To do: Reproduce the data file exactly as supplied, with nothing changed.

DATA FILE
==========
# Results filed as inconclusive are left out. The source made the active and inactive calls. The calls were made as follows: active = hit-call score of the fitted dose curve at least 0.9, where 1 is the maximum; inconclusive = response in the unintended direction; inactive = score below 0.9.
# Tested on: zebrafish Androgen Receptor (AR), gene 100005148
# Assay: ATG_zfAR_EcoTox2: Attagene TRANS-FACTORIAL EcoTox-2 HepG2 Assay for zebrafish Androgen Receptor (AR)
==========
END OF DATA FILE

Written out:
# Results filed as inconclusive are left out. The source made the active and inactive calls. The calls were made as follows: active = hit-call score of the fitted dose curve at least 0.9, where 1 is the maximum; inconclusive = response in the unintended direction; inactive = score below 0.9.
# Tested on: zebrafish Androgen Receptor (AR), gene 100005148
# Assay: ATG_zfAR_EcoTox2: Attagene TRANS-FACTORIAL EcoTox-2 HepG2 Assay for zebrafish Androgen Receptor (AR)